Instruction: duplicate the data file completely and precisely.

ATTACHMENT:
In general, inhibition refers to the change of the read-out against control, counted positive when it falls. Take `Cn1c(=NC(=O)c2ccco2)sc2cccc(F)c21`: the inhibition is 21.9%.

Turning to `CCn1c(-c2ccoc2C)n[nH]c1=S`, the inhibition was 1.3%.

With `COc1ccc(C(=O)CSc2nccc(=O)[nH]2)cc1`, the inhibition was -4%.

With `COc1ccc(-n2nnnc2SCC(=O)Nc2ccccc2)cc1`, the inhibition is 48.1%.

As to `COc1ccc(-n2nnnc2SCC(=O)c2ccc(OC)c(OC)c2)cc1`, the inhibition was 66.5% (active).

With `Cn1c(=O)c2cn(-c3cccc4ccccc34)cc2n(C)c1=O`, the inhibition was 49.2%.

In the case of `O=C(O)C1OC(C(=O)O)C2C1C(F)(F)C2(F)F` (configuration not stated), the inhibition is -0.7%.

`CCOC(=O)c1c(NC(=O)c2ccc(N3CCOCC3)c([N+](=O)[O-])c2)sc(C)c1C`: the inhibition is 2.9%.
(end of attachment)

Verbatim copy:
In general, inhibition refers to the change of the read-out against control, counted positive when it falls. Take `Cn1c(=NC(=O)c2ccco2)sc2cccc(F)c21`: the inhibition is 21.9%.

Turning to `CCn1c(-c2ccoc2C)n[nH]c1=S`, the inhibition was 1.3%.

With `COc1ccc(C(=O)CSc2nccc(=O)[nH]2)cc1`, the inhibition was -4%.

With `COc1ccc(-n2nnnc2SCC(=O)Nc2ccccc2)cc1`, the inhibition is 48.1%.

As to `COc1ccc(-n2nnnc2SCC(=O)c2ccc(OC)c(OC)c2)cc1`, the inhibition was 66.5% (active).

With `Cn1c(=O)c2cn(-c3cccc4ccccc34)cc2n(C)c1=O`, the inhibition was 49.2%.

In the case of `O=C(O)C1OC(C(=O)O)C2C1C(F)(F)C2(F)F` (configuration not stated), the inhibition is -0.7%.

`CCOC(=O)c1c(NC(=O)c2ccc(N3CCOCC3)c([N+](=O)[O-])c2)sc(C)c1C`: the inhibition is 2.9%.